Mr Speaker, Honourable Members, I am acutely aware of the difficulties we face as we navigate through the stormy waters of supply chain disruptions, rising shipping costs, and skyrocketing food and fuel prices. These global economic challenges have put immense pressure on our local economies, causing inflationary pressures that have hit the poorest members of our society the hardest. But in the face of these daunting obstacles, we must not falter. Instead, we must rise to the occasion and show the world the true strength of Sierra Leone.

As we stand together in solidarity and resilience, knowing that our perseverance and hard work will ultimately lead us to a brighter future, let us draw strength from our shared history and culture as we work towards a more prosperous and equitable future for all.

The road ahead may be difficult, but I am confident that with determination, grit, and a steadfast commitment to our values, we will overcome these challenges and emerge stronger and more resilient than ever before.

To cushion the impact of these global headwinds, my Government’s Quick Action Economic Response Programme (QAERP) has been put in place, providing, among other things, (1) a Special Credit Facility through the Bank of Sierra Leone with two tranches of US$50 million each during the COVID-19 pandemic to support the importation of essential commodities; (2) another Food Facility of US$50 million during the ongoing Ukraine-Russia crisis to support the importation of rice, flour and sugar, and (3) a US$36 million Reserve Fuel Facility for fuel importation.

Furthermore, to avoid the shortage of essential commodities and stabilise prices, my government has maintained zero import duty and GST on imported rice, deferred taxes on the importation of essential supplies during the COVID-19 pandemic, and reduced taxes on certain essential items, including cement and iron rods.

Beyond that, we have also prioritised local food and agricultural production, even securing a US$1.8 million grant from the ADB under the African Emergency Food Production Facility to support farmers with agricultural inputs.

Over 30,000 hectares of rice have been cultivated, and there was a 21% increase in production between 2021 and 2022. I am happy to report that we did not import rice seeds for the first time in decades for the 2021/2022 planting season.

Despite limited development assistance and investment finance inflows due to the continuing global economic downturn, we have maintained strong relationships with our development partners, kept existing businesses and attracted additional investors, especially in the mining, light manufacturing, and construction sectors. Youth job-creation schemes and access to innovative financing have boosted overall job figures.

Salaries and pensions have been increased to keep in step with living costs. Teachers’ salaries have received between 10 to 45% increments since 2018. Entrepreneurship promotion initiatives have been implemented, particularly for women and youth. Introducing a digital biometric national ID card and modest reforms in the financial services sector means more financial 49 49 inclusion and access to credit, especially for women and young people.

According to several objective global indicators, my government has achieved the highest marks for gender in the economy and access to credit than any of its predecessors. With this reform[1]minded thrust, I intend to do even more in my second term.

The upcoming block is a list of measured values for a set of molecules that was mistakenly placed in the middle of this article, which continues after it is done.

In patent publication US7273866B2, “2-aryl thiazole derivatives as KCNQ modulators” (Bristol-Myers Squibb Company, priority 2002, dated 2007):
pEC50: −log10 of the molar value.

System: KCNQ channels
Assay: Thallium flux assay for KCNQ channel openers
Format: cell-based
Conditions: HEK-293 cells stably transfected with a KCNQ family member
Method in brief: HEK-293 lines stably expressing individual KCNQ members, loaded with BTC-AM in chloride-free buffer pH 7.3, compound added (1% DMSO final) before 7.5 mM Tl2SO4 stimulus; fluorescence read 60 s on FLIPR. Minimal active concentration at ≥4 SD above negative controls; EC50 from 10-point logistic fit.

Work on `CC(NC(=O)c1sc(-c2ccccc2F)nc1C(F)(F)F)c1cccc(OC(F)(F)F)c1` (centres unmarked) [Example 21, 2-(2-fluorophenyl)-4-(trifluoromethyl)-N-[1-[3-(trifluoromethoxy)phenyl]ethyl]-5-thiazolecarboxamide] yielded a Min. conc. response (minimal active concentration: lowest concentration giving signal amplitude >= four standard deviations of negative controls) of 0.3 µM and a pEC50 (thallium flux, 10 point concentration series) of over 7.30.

Mr Speaker, Honourable Members, I am pleased to highlight that we have been careful in borrowing and spending. It is worth noting that the debts my Administration is servicing were not contracted only in the past five years but also debts we inherited from the previous APC Administration.

Over the last five years, this SLPP Administration have spent money on urgent things, to build schools, roads and bridges, to educate our children and train our young people and equip them to face a competitive world and develop and strengthen our healthcare systems in the face of a deadly pandemic.

We have managed public resources judiciously and not over-borrowed or spent recklessly. Indeed, the evidence of how we have utilised public funds to improve our society is nationwide. Our inclusive New Direction transformation agenda has included every district and province.

Mr Speaker, Honourable Members, there is still an enormous task ahead to build more schools, tertiary institutions and healthcare facilities and equip them with modern technology and equipment.

There is considerable work to be done to turn our rural areas from zones of economic misery to economic prosperity through agriculture. There is more to do to light up and power the remote villages and give them access to potable water, among many things.

Mr Speaker, Honourable Members, I will not rest in my efforts to build a more inclusive and resilient economy.


Mr Speaker, Honourable Members, my government’s decision to prioritise tourism as a key policy for economic diversification, job creation and growth is yielding dividends. Just last month, the reputable TIME Magazine’s THE WORLD’S GREATEST PLACES OF 2023 ranked the Freetown Peninsula as Africa’s new coastal hub and one of the 50 extraordinary destinations to explore, highlighting that (I quote) “with diverse wildlife, world-class surfing waves, the vibey coastal capital of Freetown, and a brand-new airport ─ all odds are on Sierra Leone to explode on the adventure travel scene. The time to go is now.” (end quote). The potential contribution of tourism and the arts to the economy is, therefore, one that we must nurture and emphasise.